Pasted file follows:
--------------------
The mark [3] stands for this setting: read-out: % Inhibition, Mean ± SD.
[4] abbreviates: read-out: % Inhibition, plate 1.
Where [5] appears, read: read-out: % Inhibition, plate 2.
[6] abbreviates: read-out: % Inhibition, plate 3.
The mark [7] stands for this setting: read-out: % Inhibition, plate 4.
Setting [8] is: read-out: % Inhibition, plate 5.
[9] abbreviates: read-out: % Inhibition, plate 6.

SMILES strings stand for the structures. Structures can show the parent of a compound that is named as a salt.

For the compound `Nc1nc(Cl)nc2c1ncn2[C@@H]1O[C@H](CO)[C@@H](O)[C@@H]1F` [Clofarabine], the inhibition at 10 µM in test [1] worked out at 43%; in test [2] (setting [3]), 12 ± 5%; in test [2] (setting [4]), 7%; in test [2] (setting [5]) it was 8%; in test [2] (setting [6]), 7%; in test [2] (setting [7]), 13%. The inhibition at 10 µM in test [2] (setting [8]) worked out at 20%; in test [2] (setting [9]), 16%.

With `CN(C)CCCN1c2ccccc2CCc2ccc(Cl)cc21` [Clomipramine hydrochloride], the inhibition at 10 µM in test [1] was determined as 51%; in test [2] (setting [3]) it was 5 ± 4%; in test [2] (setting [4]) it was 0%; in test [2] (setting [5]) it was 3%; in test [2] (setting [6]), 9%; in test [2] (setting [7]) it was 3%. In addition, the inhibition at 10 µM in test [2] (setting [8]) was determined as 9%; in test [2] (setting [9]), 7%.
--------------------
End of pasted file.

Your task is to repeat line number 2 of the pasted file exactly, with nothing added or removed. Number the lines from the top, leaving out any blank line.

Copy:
[4] abbreviates: read-out: % Inhibition, plate 1.